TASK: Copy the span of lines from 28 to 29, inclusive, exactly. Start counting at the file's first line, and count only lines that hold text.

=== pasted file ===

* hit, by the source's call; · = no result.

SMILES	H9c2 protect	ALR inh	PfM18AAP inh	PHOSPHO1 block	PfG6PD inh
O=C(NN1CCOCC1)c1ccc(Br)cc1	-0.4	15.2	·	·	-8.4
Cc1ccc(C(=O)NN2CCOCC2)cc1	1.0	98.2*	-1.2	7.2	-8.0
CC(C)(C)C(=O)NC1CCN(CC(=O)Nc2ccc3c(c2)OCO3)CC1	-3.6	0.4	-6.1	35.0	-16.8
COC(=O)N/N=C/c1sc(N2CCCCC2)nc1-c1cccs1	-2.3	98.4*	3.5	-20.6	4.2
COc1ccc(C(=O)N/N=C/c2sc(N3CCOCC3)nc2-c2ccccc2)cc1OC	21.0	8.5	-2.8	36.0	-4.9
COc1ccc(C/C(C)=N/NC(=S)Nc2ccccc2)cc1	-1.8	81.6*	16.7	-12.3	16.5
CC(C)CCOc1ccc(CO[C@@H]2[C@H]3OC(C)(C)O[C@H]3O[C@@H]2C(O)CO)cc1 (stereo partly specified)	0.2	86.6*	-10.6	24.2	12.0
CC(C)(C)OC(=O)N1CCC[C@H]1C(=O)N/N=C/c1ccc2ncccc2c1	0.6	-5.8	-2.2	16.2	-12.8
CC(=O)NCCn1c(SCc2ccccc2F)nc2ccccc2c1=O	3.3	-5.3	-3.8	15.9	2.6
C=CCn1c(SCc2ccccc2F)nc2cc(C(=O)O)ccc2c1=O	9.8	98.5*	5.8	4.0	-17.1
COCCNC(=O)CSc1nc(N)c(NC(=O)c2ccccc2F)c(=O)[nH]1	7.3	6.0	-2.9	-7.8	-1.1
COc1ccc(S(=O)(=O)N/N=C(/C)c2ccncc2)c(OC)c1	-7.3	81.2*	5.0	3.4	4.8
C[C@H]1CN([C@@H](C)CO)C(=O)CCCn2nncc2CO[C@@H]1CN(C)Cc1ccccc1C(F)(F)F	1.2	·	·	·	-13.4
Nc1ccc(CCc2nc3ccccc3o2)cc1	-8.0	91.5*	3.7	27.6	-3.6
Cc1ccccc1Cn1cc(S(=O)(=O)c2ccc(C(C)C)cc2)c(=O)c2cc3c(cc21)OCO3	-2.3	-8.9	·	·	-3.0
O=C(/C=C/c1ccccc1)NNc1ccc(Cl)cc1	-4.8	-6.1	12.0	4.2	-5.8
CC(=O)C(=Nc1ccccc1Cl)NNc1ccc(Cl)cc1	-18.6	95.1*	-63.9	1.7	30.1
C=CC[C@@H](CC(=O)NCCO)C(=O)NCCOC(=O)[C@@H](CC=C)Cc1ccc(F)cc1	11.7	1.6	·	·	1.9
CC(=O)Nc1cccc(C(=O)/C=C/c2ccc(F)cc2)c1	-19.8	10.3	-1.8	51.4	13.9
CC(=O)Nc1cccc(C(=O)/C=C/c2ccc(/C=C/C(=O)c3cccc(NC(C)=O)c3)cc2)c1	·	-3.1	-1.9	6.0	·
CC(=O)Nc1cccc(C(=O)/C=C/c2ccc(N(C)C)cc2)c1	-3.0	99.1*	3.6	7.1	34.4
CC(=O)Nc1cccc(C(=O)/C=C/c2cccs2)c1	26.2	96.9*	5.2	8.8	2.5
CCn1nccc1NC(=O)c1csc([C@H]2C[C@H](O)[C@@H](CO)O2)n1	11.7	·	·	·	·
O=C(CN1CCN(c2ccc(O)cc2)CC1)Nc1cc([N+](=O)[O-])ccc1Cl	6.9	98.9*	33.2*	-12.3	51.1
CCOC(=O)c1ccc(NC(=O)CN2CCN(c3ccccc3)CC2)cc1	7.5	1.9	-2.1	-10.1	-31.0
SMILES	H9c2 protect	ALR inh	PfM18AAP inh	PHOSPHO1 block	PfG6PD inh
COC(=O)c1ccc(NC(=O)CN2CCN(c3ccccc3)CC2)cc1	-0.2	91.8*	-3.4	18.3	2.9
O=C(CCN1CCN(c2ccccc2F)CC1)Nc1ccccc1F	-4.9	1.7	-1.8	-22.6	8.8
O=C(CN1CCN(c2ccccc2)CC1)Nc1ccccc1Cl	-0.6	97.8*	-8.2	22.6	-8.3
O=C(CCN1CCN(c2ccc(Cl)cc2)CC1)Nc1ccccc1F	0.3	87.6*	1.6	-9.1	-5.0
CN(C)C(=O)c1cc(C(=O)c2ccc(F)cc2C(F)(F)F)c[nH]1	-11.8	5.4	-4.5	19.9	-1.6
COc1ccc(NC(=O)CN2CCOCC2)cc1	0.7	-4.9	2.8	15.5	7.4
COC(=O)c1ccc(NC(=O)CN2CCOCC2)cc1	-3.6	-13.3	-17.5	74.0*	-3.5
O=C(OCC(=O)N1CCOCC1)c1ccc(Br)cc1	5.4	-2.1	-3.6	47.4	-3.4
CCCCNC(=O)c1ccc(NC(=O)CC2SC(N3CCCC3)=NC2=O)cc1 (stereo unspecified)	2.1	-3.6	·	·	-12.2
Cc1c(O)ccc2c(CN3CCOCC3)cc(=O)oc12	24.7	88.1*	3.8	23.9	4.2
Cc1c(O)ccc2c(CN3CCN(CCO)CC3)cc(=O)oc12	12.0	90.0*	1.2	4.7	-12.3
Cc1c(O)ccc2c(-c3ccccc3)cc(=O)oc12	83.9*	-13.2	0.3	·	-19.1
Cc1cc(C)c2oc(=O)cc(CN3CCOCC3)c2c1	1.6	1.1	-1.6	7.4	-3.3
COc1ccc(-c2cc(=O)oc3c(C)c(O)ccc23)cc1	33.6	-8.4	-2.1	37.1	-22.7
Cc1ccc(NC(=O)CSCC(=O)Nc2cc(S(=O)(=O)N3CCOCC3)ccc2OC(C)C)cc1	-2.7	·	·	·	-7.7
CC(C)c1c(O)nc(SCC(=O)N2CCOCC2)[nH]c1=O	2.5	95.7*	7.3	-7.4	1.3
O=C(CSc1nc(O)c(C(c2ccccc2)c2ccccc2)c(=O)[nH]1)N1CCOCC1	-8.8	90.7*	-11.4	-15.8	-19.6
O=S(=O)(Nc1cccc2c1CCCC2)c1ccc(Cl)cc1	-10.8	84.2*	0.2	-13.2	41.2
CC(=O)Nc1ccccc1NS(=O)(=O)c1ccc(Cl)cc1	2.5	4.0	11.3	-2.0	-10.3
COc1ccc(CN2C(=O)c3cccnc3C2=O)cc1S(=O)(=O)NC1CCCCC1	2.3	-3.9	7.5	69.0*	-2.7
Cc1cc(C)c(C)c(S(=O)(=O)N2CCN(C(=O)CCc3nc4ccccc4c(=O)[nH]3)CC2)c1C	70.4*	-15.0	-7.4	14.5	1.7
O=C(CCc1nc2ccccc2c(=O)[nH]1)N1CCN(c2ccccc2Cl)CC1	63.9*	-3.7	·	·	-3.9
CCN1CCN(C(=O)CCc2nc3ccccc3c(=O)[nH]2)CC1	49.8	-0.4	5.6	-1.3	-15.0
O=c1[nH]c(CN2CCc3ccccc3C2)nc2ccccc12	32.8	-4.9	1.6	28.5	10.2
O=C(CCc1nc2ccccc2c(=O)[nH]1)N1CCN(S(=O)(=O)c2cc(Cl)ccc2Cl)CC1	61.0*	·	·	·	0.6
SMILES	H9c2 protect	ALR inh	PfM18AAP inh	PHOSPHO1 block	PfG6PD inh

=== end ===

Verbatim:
SMILES	H9c2 protect	ALR inh	PfM18AAP inh	PHOSPHO1 block	PfG6PD inh
COC(=O)c1ccc(NC(=O)CN2CCN(c3ccccc3)CC2)cc1	-0.2	91.8*	-3.4	18.3	2.9